The conclusion of these witnesses has been-I think as a business-an I should call it to your attention, and as a businessman I would be delighted to have any comment you would want to make on it-the Conclusion of these witnesses is that we are sticking our heads in the sand if we take the position that in this field of education of the future the Federal Government can or should maintain a handsoff policy by way of aid.

The public policy in regard to freedom from Federal dictation and control, remains the same, but we are not being very realistic if we sume that we can prepare the youth of future generations to meet the responsibilities that are going to be theirs and not have the Federal Government come into help finance some of these training programs and education programs that are going to be essential to the training of the young men and women of that period of time.

This point of view has made a deep impression on me. It bears pon the question as to whether or not you can leave the problem to the local school district, the local school board, or the State school board, for that matter.

I think it is going to have great weight in our deliberations this year in this committee as we come to grips again with those who take The position that this can be done at the local school level and, after all, the Federal Government has no interest in it.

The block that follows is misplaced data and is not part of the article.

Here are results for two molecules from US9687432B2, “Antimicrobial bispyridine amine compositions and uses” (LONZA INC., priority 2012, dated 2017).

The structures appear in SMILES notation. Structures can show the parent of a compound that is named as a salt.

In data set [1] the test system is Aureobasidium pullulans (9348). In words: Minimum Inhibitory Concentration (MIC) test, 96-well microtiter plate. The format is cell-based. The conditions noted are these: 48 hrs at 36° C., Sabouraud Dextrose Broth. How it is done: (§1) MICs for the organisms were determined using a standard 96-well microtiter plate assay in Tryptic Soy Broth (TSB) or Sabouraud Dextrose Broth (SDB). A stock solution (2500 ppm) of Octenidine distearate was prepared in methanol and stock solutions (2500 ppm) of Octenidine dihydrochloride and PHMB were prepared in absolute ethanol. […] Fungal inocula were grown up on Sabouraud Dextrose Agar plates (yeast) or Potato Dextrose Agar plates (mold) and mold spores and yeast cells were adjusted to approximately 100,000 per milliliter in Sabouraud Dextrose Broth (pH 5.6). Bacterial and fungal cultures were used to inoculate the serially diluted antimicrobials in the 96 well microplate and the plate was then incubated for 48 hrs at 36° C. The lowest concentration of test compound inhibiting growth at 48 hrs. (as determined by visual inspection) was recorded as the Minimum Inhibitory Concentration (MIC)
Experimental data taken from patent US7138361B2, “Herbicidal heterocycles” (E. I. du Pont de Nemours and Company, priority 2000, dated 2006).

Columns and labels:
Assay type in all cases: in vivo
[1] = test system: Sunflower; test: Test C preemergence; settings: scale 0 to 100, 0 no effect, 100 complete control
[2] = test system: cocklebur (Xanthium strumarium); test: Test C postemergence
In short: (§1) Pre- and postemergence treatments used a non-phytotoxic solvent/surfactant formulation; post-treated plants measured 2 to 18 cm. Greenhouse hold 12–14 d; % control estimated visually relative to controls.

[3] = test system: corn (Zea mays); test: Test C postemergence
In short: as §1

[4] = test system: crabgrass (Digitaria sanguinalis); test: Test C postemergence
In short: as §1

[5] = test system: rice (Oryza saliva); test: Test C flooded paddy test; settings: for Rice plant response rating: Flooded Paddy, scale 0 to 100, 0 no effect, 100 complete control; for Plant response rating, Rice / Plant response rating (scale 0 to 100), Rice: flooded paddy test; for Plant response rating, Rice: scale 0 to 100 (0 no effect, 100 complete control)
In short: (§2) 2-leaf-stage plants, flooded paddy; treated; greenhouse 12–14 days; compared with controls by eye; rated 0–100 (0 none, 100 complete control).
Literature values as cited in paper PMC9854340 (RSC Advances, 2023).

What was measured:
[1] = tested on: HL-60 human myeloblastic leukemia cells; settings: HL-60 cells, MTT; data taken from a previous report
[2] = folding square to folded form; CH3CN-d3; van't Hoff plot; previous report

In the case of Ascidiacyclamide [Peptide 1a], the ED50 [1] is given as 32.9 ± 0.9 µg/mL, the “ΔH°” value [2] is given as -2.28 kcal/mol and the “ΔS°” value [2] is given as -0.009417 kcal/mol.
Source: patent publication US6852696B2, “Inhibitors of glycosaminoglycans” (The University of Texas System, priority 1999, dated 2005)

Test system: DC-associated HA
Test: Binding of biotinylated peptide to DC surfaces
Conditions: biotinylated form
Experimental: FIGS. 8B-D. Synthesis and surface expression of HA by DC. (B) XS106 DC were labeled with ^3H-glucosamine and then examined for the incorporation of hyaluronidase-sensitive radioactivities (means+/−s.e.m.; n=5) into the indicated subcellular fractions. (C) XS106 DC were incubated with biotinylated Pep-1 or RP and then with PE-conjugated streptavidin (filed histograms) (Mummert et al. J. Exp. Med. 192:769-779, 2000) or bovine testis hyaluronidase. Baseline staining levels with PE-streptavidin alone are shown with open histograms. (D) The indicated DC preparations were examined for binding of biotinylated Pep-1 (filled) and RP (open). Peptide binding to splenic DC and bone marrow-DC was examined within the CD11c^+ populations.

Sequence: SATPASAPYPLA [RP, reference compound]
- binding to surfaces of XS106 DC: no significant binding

Do you have any comment to make on it?

Mr. WILDER. I can only agree with you, Mr. Chairman, that the traditional way of handling these problems is inadequate for their complexity today.

In Pennsylvania we are having a daily struggle to go through a cycle of school district reorganization to have stronger local units. Even if we get 300 or 500 units instead of 2,100, the overwhelming majority of them will still have less than 4,000 pupils in them, and we will still not be strong enough locally to have the subtlety of administration and the elaborateness of staff, to really adapt and shape themselves to these programs as are required.

Similarly, the State agency can do a lot, but it is limited on how far it can go, and we need both the encouragement, stimulation, and substantial financial aid from the Federal level if we are to have a modern and up-to-date educational system for now and the years ahead. Senator MORSE. I want to thank you very much, Mr. Wilder. Mr. Gerard, do you have anything you would like to add? Mr. GERARD. No. Thank you, Mr. Chairman.

Senator MORSE. Thank you very much.

Mr. Reporter, the statement of Dr. Dailard, superintendent of schools of the San Diego unified school districts, as presented to the bcommittee by Mr. Bluford F. Minor, assistant superintendent of schools in San Diego, is admitted to the hearing record with the understanding of the chairman that Congressman Bob Wilson, who had intended to present the statement found himself unable to do so beause of urgent public business. The Chair also regrets to learn that Dr. Dailard was unable to present his testimony in person because of illness.